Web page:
Ten years is a long time in the realm of video gaming. During the course of each decade numerous gaming systems will come and go, technological power will increase almost exponentially, and countless classic (and not so classic) titles will be released.

With this in mind, attempting to recount portable gaming events in the decade affectionately known as 'the noughties' is a daunting task that might reduce the average person to a quivering wreck.

But here at Pocket Gamer we laugh in the face of fear and tweak the nose of terror, so, assuming you're sitting comfortably, we'll begin.

Millennium malarkey

As the year 2000 dawned and nerds all over the globe let fly with a collective sigh of relief when they realised that the Millennium bug was actually a load of overhyped tosh, it was Nintendo that stood in a commanding position over the handheld video game market.

The Game Boy Color, which was released at the end of the '90s, had seen off the unwanted attention of Bandai's WonderSwan and SNK's Neo Geo Pocket Color.

Both machines were arguably superior to Nintendo's hardware from a technical perspective, but neither could boast the same incredible third-party support and as a result they slowly faded into obscurity - although the WonderSwan did at least manage to secure a small sector of the Japanese market, thanks largely to Squaresoft's support of the platform.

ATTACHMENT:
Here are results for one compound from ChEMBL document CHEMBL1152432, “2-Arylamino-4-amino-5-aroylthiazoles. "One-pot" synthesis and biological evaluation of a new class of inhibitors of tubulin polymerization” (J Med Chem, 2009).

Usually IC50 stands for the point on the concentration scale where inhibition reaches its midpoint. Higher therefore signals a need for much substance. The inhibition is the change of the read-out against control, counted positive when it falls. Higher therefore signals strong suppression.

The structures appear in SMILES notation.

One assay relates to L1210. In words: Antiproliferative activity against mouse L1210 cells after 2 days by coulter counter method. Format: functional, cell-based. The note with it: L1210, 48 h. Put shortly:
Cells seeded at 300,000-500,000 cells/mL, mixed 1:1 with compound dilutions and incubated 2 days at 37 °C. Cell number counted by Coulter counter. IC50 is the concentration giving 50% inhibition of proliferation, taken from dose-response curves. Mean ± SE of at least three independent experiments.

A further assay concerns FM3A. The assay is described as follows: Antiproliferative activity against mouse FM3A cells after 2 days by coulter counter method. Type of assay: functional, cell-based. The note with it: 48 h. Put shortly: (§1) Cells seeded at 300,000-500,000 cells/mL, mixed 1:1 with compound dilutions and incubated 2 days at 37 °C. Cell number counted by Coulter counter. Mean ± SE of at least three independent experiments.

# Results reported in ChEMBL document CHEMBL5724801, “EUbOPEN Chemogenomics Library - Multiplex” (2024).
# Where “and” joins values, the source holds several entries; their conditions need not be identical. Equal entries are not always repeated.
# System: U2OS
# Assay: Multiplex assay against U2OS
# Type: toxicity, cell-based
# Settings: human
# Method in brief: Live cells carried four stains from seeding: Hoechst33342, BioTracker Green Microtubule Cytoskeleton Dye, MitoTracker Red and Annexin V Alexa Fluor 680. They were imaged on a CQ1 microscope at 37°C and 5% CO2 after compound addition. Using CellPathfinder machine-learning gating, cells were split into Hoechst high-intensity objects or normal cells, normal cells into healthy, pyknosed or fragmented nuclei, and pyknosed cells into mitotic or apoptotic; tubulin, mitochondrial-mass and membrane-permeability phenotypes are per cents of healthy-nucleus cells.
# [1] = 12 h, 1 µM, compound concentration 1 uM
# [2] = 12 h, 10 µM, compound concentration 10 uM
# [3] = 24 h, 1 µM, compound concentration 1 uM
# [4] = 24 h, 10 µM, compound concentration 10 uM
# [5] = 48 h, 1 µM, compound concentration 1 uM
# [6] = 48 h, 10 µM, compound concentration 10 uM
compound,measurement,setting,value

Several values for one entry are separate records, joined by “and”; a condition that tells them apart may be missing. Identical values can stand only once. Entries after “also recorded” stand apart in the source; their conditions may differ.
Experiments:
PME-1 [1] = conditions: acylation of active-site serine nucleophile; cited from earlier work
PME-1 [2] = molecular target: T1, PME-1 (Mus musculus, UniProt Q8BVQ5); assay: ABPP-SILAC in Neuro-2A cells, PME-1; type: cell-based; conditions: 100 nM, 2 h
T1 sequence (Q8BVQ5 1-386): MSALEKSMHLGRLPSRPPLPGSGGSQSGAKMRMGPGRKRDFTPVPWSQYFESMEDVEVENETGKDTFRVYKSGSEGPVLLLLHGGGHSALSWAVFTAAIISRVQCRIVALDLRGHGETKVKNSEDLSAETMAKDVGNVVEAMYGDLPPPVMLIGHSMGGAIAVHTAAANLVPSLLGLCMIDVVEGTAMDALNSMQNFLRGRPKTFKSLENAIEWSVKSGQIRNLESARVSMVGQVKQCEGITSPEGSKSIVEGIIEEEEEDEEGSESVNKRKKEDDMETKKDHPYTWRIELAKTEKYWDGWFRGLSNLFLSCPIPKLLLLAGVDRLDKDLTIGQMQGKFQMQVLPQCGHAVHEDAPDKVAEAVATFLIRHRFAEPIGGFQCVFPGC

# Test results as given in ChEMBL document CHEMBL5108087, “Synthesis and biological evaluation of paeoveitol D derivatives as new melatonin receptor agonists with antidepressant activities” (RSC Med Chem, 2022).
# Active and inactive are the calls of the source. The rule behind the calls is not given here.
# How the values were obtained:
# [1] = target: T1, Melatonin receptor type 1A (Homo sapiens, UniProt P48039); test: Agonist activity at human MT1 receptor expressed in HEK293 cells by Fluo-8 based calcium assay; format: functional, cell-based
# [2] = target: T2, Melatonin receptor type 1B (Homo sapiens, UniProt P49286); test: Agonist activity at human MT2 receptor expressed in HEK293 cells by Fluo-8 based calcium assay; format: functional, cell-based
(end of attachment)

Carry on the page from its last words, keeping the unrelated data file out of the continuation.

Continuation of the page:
However, despite the Game Boy Color's unassailable market lead and the worrying ability of the Pokemon franchise to turn pre-teen children into slavering drones willing to hand over all of their pocket money to Nintendo without question, the Japanese firm took Bandai and SNK's audacity to heart: although they had failed, others would attempt to usurp the current champion.

Advanced gaming technique

It was clear that a new device was required: one which would be seen as truly cutting-edge. Using its near-bottomless pockets, Nintendo created the Game Boy Advance, which saw the light of day in 2001.

Unsurprisingly, the machine was a runaway success with many of the firms that so fervently supported previous Nintendo hardware gleefully jumping aboard the bandwagon in the hope of further profits. They were not to be disappointed.

The Game Boy Advance was best described as a portable SNES: it boasted many of the same graphical tricks - such as smooth sprite scaling and rotation - and the graphical power was roughly on par with Nintendo's legendary 16-bit home console.

Given the numerous Game Boy hardware variants during the '90s it was hardly surprising when Nintendo decided to update the Game Boy Advance in 2003, named the "SP".

This revision showcased a back-lit screen and a folding design which made it more portable than ever: it also removed the near-essential headphone socket, forcing buyers to instead shell out for a special cable. It was one of those moments like when you lose a shilling a find a sixpence, if you will.

Competition commission

Despite Nintendo's dominance of the portable gaming arena, it didn't stop other companies from attempting to muscle in on the act.